Father Tim Farley, who presides over St. Francis Church, is arguably the most popular priest within the diocese led by Monsignor Thomas Burke, Father Farley's popularity as witnessed by the size and enthusiasm of the congregation at his church services. Many see Monsignor Burke as autocratic, he having a very narrow and traditionally conservative view of the church in addition. Father Farley often socializes with Monsignor Burke, the two most recently having gone on vacation together to Yugoslavia, but Father Farley sees this socializing more as a professional obligation than a true want, Father Farley who will tell what he considers little white lies to get out of many of those social commitments. Father Farley will tell those little white lies in more circumstances to achieve his desired end, those lies of which his devoted, loyal and devout housekeeper Margaret refuses to be a part. Although not having much to do with the diocese's seminary, Father Farley plea bargains with the ...Written by
Father Farley drinks a little. He also goes to the races, is bad with first names, and tells "little lies" to get him out of tricky situations, like those involving domestic quarrels and slideshows with Monsignor Burke. But his parish loves him. Then he is assigned to look after a passionate young deacon who challenges him to step out of his blissful rut.
Jack Lemmon gives a very lived-in, often moving performance as Father Farley, and the best moments of "Mass Appeal" give us a chance to see Lemmon in his seriocomic element. But the film as a whole feels less smooth. Though it raises questions about saying what one believes versus being popular, "Mass Appeal" struggles to find a balance of its own, whether it wants to be a Neil Simon-style light comedy or a searing examination of the Catholic Church today.
Still, "Mass Appeal" is more good than not. It deals knowingly with the concepts of Catholicism, and hones in on the charms and pitfalls of the parochial life with small-bore detail. "Did I tell you about the coughs?" Father Farley tells the deacon, Mark Dolson (Zeljko Ivanek), cluing him in on one of the telltale signs a sermon-giver is losing his congregation. When giving a sermon, never say "you," always say "we." Less confrontational that way.
The problem is that Dolson is all about confrontation. He already has Monsignor Burke (Charles Durning) fuming about being called a "homophobic autocrat" for kicking out a pair of seminarians suspected of sleeping together. Dolson speaks in favor of the ordination of women, tells Farley he'd be a better priest if he drank less, and calls out the congregation during one sermon for their mink hats and blue hair.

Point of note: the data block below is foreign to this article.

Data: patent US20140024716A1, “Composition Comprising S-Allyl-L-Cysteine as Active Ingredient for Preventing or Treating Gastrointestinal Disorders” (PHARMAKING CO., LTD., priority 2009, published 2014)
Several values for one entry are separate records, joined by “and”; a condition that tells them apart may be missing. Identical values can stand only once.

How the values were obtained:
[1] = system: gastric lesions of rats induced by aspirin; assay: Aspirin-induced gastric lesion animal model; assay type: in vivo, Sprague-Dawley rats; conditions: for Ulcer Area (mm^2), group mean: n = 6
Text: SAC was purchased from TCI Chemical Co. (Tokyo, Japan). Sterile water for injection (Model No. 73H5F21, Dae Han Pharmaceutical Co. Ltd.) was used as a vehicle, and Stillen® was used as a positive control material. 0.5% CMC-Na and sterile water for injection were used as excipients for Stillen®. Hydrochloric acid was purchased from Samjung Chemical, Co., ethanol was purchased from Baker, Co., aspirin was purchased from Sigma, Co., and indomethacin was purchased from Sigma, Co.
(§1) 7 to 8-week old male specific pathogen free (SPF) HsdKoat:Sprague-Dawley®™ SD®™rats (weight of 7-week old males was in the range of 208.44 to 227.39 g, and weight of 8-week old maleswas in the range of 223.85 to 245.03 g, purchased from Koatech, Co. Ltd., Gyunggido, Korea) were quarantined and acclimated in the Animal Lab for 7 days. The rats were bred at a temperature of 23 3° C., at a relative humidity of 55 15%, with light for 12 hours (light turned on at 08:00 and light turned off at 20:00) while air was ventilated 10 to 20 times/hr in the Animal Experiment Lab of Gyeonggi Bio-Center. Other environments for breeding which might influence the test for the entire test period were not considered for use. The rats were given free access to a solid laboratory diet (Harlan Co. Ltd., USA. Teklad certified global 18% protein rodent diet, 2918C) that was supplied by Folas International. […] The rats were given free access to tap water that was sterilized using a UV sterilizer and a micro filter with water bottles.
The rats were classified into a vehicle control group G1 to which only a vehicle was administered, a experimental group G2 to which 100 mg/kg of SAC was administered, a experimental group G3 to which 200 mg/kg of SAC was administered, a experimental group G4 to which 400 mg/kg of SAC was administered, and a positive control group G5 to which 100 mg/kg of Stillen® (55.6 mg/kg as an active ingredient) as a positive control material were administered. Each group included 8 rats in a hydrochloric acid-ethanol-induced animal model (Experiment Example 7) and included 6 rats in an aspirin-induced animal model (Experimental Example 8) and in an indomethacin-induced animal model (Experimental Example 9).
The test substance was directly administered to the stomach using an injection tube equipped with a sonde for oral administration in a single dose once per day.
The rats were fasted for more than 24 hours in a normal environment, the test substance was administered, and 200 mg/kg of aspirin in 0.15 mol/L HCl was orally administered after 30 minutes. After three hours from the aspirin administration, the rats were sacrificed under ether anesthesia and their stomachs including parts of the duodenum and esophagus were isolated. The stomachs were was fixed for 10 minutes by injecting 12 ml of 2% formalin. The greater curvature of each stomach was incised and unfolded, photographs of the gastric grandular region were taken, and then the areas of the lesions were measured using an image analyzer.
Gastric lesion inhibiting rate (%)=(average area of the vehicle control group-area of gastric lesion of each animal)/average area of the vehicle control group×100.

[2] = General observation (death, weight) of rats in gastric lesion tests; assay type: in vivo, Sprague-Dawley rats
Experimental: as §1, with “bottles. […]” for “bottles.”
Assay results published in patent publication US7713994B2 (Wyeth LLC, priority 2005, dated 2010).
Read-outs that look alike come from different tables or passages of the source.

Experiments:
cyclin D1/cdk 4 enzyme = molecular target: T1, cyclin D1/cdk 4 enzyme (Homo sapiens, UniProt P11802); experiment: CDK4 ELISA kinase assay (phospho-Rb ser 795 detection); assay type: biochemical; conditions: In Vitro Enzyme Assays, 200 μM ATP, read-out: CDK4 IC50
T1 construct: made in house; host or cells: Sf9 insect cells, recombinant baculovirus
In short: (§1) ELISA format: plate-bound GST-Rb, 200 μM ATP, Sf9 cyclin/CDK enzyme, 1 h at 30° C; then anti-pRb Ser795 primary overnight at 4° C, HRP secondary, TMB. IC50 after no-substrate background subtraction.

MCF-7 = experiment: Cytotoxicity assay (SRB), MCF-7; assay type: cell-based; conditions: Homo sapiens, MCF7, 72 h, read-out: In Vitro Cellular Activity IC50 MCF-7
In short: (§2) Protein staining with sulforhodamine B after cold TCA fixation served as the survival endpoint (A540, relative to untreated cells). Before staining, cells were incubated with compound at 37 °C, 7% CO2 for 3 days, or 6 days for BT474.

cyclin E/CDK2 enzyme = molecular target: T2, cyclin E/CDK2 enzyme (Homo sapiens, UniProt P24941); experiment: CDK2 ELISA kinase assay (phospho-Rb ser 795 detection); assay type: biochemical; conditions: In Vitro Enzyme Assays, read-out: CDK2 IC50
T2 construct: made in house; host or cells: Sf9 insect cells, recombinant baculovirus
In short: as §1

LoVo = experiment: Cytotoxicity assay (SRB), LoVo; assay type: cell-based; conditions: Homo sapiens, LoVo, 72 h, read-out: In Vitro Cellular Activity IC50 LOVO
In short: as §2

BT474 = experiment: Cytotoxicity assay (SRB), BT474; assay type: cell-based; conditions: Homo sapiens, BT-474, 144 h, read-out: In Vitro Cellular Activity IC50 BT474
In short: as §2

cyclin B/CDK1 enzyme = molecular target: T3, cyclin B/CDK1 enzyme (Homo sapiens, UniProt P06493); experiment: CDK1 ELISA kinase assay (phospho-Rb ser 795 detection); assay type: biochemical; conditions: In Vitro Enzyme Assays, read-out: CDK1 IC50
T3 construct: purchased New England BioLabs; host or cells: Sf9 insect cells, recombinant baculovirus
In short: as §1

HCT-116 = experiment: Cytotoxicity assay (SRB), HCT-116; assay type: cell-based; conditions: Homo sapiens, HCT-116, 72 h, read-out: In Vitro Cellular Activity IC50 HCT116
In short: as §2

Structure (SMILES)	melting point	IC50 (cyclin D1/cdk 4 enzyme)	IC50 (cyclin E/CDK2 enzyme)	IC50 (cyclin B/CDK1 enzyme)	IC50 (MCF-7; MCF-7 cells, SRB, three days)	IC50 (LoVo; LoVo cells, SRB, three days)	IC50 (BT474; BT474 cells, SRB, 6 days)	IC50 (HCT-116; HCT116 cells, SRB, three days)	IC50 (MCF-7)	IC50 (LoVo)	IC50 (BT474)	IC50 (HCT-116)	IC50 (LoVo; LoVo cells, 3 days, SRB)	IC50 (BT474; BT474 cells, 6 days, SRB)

Farley squirms from his seat behind the altar while his acolyte implodes in the pulpit, ignoring his hacking throng. "We'll be going out the back today," he mutters to an altar boy in a classic Lemmon aside.
My main problem with "Mass Appeal," as noted by other posters, was that I was never sold on Dolson's reason for becoming a priest. He seems more like a mouthpiece for Bill C. Davis, adapting his Broadway play, to vocalize his concerns about the church's position on wedge issues like celibate gays in the clergy. Ivanek plays him as a character who acts more from anger than conviction, which seems a wrong choice. You don't have to be an autocratic homophobe to think this guy, celibate or not, will have problems with his priestly office somewhere down the road.
There's a frostiness to Ivanek's scenes with Lemmon that's off-putting, and the sentiment squeezed out of them sometimes feels stagey and forced. Director Glenn Jordan worked mostly in TV movies, and while he frames his scenes well and builds a good pace, there's often a pedestrian quality to the overall presentation. You can't stick in a car chase with a film like this, but there are too many talking-head shots.
The best parts of the movie are Lemmon's scenes with Monsignor Burke, which Durning invests with his typical mix of menace and affability. Not just a heavy, Durning plays him as a bit lost. Burke really likes Farley but alienates him at the same time with his bullying, as subservience is the only kind of devotion this sacerdotal relic understands. When Dolson calls him out on his harshness, Burke targets him for his frankness and justifies his vendetta as churchly devotion.
One wishes Davis made Burke more than the bad guy, perhaps found a way to make him a more active player in the spiritual journeys of Farley and Dolson, journeys left largely unexplored here. Instead he's made the object of anger for the other characters, and even has a wormy henchman on call. Didn't Burke have his days as a lost seminarian, too?
"Mass Appeal" gets by with its light charm, its probing and atypical focus on the Catholic faith in practice, and most especially Lemmon's strong central performance. Even if you don't like Lemmon in every film of his you see, it's safe to say you will like him here. Sometimes it takes a lesser film to display a great actor, and that's what you get here.
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